It may look like ginger but it’s not the same thing. Galangal and ginger come from the same family just like oranges and lemons but they’re very different in flavor. Galangal is more floral, has citrus notes, and is very fragrant compared to ginger. It’s also known as Laos in Europe.

The next ingredient needs no introduction but let’s talk about how it’s prepared for this Thai pork cake recipe.


You can use ready made lemongrass paste but it won’t give you the same punch of flavor. I highly recommend using fresh lemongrass.

Here’s how to prepare fresh lemongrass:

pork cake

Remove the tops, ends, and first 2-3 outer layers from the stalks. These parts are fibrous and are not really edible. Once you’ve removed everything, cut your lemongrass into small pieces and pound or blend it into a paste to flavor the pork cake.

Sticky Rice Is Not Regular Rice

(Left) sticky rice (right) white rice

Toasted sticky rice gives this whole dish a nutty note and it’s important for crunchy pork cakes too. Glutinous aka sticky rice is not the same as rice white rice. Sticky rice is a type of rice that’s a different grain from regular rice. 

Speaking of sticky rice, the first thing we’re going to start with is toasting the sticky rice in the next section, “how to make Thai pork cake.”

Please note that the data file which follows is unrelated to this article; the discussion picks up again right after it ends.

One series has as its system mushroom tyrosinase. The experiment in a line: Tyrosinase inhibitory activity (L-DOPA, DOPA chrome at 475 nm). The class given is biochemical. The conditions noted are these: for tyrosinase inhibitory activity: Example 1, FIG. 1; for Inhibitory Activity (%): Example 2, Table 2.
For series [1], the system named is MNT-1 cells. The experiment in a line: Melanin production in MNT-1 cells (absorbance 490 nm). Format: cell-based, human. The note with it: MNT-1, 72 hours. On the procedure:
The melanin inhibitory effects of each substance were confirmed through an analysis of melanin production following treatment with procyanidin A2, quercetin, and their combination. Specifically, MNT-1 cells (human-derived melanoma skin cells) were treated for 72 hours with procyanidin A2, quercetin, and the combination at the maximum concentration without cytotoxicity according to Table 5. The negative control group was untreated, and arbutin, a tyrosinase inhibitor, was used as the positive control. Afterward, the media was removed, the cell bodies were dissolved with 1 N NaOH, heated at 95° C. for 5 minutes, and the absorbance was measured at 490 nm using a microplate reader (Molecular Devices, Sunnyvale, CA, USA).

How To Make Thai Pork Cake (Laab Moo Tod)

pork cake

There are 3 steps to make these Thai pork cake recipe:

  1. Prepare the sticky rice
  2. Chop, blend and mix
  3. Fry each pork cake

Prepare The Sticky Rice

To start making these little pork cakes, remove the stem from the middle of the kaffir lime leaves.

Add 5 lime leaves and the sticky rice to a dry pan. Keep it on a low heat and stir the mix regularly to avoid burning. After 5-7 minutes, it should be ready.

Set the rice and lime leaves aside to cool. Once cool, place in a mixer or pound until a coarse texture. 

Chop, Blend And Mix

Peel the lemongrass and chop the galangal into small pieces. Add the galangal and lemongrass into a blender or pound until a smooth paste. Chop the remaining lime leaves into bite sized pieces. Slice the onions thinly like so:

Add the ground pork, toasted rice powder, the galangal paste, lemongrass paste, chopped lime leaves, sliced onions, salt, and fish sauce in a large bowl. Mix everything together.

pork cake

Fry Each Pork Cakes

Heat up a pan and add enough oil to shallow fry the pork cakes. Grab a piece of pork cake the size of a golf ball and form small patties. They can be perfectly round or weird with pieces of onions sticking out.

Personally, I like the weird looking pork cakes because the pieces of onion or lime leaves get golden brown and crispy. Add the pork cake to the oil when the oil is hot enough. Cook each side for about 2-3 minutes.